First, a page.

April 20, 2018
The End is Near
The 110th General Assembly is expected to come to a close next week, with talk of a Tuesday or Wednesday adjournment.
The budget is typically one of the last things on the agenda for the House and Senate, and this year is proving no different. The House passed its version of the state’s $37.5 billion budget on Tuesday, which included a controversial amendment that would strip $250,000 in funding from Memphis. The Memphis delegation hailed the amendment as both retaliatory and vindictive. The sponsors of the amendment, Rep. Steve McDaniel (R-Parkers Crossroads) and Rep Matthew Hill (R-Jonesborough), explained it was in response to Memphis removing confederate monuments last year. The amendment was notably left out of the Senate’s version of the budget passed on Wednesday and later agreed to by concurrance on the House floor.
Highlights in the budget include over $16 million to increase the pay of direct care staff serving the intellectually disabled; $460 million in capital construction and maintenance; $30 million for school safety, and $114 million in higher education funding.
TN Ready complicated the final days
After days of statewide student assessment failures, the House and Senate both had their own plans to fix issues with TNReady. The House had previously amended legislation to require the tests to be administered on paper rather than on computers and when the Governor objected, the House made it clear that many were willing to hold the budget hostage until a compromise was reached. Eventually, after floor recesses to accomodate meetings with the Governor and discussions in a joint conference committee, both chambers reached agreement. This year’s TNReady testing will not be used to determine employment and compensation for teachers or school rankings in an A-F system. The data from testing will also not be counted in students’ final grades, unless local school boards decide otherwise. Finally, the grades cannot count for more than 15%.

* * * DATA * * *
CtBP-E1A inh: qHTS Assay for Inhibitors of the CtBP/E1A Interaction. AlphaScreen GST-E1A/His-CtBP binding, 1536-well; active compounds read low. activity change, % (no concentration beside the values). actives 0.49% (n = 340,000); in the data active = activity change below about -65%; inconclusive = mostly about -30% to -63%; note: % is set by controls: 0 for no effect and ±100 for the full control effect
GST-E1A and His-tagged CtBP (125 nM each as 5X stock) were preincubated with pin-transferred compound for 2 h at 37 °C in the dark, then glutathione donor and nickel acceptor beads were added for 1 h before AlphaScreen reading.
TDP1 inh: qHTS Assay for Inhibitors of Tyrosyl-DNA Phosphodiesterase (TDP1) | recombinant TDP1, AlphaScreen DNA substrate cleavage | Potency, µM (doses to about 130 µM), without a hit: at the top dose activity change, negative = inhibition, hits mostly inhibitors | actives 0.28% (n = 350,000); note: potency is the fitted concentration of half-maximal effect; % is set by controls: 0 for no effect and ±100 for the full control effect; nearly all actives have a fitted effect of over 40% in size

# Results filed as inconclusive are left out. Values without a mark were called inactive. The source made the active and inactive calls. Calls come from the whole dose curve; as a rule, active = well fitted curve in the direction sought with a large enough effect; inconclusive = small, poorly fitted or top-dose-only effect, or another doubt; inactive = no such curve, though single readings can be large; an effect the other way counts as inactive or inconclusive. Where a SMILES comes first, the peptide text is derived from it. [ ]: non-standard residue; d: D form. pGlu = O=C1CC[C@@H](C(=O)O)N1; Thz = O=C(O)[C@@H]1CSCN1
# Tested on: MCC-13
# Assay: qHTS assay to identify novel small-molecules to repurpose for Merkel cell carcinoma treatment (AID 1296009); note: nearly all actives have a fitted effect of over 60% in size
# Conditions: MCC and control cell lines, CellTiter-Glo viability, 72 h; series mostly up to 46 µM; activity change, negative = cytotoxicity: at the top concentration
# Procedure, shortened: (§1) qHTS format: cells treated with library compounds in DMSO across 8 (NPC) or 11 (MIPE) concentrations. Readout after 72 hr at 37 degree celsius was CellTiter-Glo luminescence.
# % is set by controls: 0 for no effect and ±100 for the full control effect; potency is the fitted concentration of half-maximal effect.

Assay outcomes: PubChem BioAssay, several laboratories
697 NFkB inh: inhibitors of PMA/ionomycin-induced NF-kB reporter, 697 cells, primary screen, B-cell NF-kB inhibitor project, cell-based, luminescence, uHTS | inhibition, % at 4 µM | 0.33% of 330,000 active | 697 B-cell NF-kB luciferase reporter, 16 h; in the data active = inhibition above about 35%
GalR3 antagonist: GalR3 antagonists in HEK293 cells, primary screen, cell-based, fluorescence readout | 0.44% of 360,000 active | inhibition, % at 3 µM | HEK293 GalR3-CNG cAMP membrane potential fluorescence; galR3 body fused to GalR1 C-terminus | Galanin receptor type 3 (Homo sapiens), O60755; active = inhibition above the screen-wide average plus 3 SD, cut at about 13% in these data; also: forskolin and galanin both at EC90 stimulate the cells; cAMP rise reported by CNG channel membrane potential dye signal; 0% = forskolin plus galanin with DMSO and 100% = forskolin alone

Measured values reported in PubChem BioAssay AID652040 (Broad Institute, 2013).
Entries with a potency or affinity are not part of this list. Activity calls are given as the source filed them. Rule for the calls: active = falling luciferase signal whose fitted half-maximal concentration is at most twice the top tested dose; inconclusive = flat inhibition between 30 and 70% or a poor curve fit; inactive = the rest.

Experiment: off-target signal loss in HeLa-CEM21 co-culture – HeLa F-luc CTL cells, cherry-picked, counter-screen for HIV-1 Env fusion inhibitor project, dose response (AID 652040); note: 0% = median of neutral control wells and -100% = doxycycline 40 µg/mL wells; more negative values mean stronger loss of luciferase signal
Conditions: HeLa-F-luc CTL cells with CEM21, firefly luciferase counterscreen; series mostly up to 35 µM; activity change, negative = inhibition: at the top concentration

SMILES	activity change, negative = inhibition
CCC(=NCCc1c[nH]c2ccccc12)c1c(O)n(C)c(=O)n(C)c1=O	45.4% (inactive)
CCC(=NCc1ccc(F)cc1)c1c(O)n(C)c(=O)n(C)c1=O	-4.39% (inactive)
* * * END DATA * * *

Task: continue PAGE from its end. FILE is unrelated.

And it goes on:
Opioid Bills One Step Closer to Governor’s Signature
The Senate passed two bills that were part of Governor Bill Haslam’s TN Together plan. SB 2257/HB 1831 would limit prescriptions of opioids to patients. Physicians may now offer three, five, or 10 day prescriptions, with no more than a 10-day supply and with a dosage that does not exceed a total of 500 morphine milligram equivalent dose. There are exceptions for serious cases, such as a “more than a minimally invasive procedure”. SB 2258/HB 1832 creates incentives for incarcerated individuals to complete substance abuse treatment programs. The bill would also add measures to track the distribution of opioids in the state. The two bills now head back to the House for concurrence.
Fundraising Heats Up in United States Senate Race
The contest to replace retiring U.S. Senator Bob Corker (R) heated up considerably this week when Congresswoman Marsha Blackburn (R) and former Tennessee Governor Phil Bredesen released their First Quarter of 2018 fundraising totals. Congresswoman Blackburn's campaign reported raising just over $2 million dollars from donors and political action committees during the reporting period covering mid-January to late March. During the same period, former Governor Bredesen reported raising $1.8 million dollars from donors and political action committees. The strong First Quarter of 2018 fundraising totals from both candidates is leading many Tennessee politicos to believe this will be one of the most expensive races in Tennessee history. Smith Harris & Carr will continue to monitor this race closely as we head into the heart of campaign season.
Flags dedicated on the Cordell Hull Building Plaza
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